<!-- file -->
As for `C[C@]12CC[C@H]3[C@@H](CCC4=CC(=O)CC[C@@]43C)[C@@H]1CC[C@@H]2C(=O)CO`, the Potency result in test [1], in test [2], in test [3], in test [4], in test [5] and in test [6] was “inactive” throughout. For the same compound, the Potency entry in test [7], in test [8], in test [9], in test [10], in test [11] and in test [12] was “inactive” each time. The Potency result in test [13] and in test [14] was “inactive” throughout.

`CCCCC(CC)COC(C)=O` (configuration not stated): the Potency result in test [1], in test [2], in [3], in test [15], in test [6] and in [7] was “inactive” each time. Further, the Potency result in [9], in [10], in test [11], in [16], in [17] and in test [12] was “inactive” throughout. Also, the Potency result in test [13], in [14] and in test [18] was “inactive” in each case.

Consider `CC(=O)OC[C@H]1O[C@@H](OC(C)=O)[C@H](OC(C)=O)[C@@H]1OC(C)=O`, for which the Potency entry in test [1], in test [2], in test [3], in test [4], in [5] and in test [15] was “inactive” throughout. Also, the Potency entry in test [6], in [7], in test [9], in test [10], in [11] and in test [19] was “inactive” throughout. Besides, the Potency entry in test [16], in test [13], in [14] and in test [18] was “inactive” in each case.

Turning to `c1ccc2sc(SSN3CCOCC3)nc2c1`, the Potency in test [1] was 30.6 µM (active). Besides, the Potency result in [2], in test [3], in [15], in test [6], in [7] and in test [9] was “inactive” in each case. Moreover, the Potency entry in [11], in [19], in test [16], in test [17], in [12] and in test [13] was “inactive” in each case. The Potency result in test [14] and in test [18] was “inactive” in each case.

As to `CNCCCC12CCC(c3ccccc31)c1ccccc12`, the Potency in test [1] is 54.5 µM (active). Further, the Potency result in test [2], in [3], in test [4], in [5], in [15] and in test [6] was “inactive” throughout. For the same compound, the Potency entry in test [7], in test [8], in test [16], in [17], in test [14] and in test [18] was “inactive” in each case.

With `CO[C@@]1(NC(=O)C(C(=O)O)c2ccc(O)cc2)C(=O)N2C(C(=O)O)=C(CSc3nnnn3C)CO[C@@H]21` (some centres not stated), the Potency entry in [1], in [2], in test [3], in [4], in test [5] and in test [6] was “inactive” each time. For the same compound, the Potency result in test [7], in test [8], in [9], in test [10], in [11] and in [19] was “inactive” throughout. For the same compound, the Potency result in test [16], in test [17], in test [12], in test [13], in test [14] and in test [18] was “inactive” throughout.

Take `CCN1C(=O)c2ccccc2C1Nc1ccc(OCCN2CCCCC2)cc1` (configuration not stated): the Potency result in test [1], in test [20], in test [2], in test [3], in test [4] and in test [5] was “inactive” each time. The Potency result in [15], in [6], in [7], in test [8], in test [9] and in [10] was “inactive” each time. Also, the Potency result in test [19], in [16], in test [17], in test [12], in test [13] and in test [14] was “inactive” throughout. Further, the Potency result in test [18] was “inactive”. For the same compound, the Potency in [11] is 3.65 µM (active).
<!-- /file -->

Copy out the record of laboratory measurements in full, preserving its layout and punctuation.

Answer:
As for `C[C@]12CC[C@H]3[C@@H](CCC4=CC(=O)CC[C@@]43C)[C@@H]1CC[C@@H]2C(=O)CO`, the Potency result in test [1], in test [2], in test [3], in test [4], in test [5] and in test [6] was “inactive” throughout. For the same compound, the Potency entry in test [7], in test [8], in test [9], in test [10], in test [11] and in test [12] was “inactive” each time. The Potency result in test [13] and in test [14] was “inactive” throughout.

`CCCCC(CC)COC(C)=O` (configuration not stated): the Potency result in test [1], in test [2], in [3], in test [15], in test [6] and in [7] was “inactive” each time. Further, the Potency result in [9], in [10], in test [11], in [16], in [17] and in test [12] was “inactive” throughout. Also, the Potency result in test [13], in [14] and in test [18] was “inactive” in each case.

Consider `CC(=O)OC[C@H]1O[C@@H](OC(C)=O)[C@H](OC(C)=O)[C@@H]1OC(C)=O`, for which the Potency entry in test [1], in test [2], in test [3], in test [4], in [5] and in test [15] was “inactive” throughout. Also, the Potency entry in test [6], in [7], in test [9], in test [10], in [11] and in test [19] was “inactive” throughout. Besides, the Potency entry in test [16], in test [13], in [14] and in test [18] was “inactive” in each case.

Turning to `c1ccc2sc(SSN3CCOCC3)nc2c1`, the Potency in test [1] was 30.6 µM (active). Besides, the Potency result in [2], in test [3], in [15], in test [6], in [7] and in test [9] was “inactive” in each case. Moreover, the Potency entry in [11], in [19], in test [16], in test [17], in [12] and in test [13] was “inactive” in each case. The Potency result in test [14] and in test [18] was “inactive” in each case.

As to `CNCCCC12CCC(c3ccccc31)c1ccccc12`, the Potency in test [1] is 54.5 µM (active). Further, the Potency result in test [2], in [3], in test [4], in [5], in [15] and in test [6] was “inactive” throughout. For the same compound, the Potency entry in test [7], in test [8], in test [16], in [17], in test [14] and in test [18] was “inactive” in each case.

With `CO[C@@]1(NC(=O)C(C(=O)O)c2ccc(O)cc2)C(=O)N2C(C(=O)O)=C(CSc3nnnn3C)CO[C@@H]21` (some centres not stated), the Potency entry in [1], in [2], in test [3], in [4], in test [5] and in test [6] was “inactive” each time. For the same compound, the Potency result in test [7], in test [8], in [9], in test [10], in [11] and in [19] was “inactive” throughout. For the same compound, the Potency result in test [16], in test [17], in test [12], in test [13], in test [14] and in test [18] was “inactive” throughout.

Take `CCN1C(=O)c2ccccc2C1Nc1ccc(OCCN2CCCCC2)cc1` (configuration not stated): the Potency result in test [1], in test [20], in test [2], in test [3], in test [4] and in test [5] was “inactive” each time. The Potency result in [15], in [6], in [7], in test [8], in test [9] and in [10] was “inactive” each time. Also, the Potency result in test [19], in [16], in test [17], in test [12], in test [13] and in test [14] was “inactive” throughout. Further, the Potency result in test [18] was “inactive”. For the same compound, the Potency in [11] is 3.65 µM (active).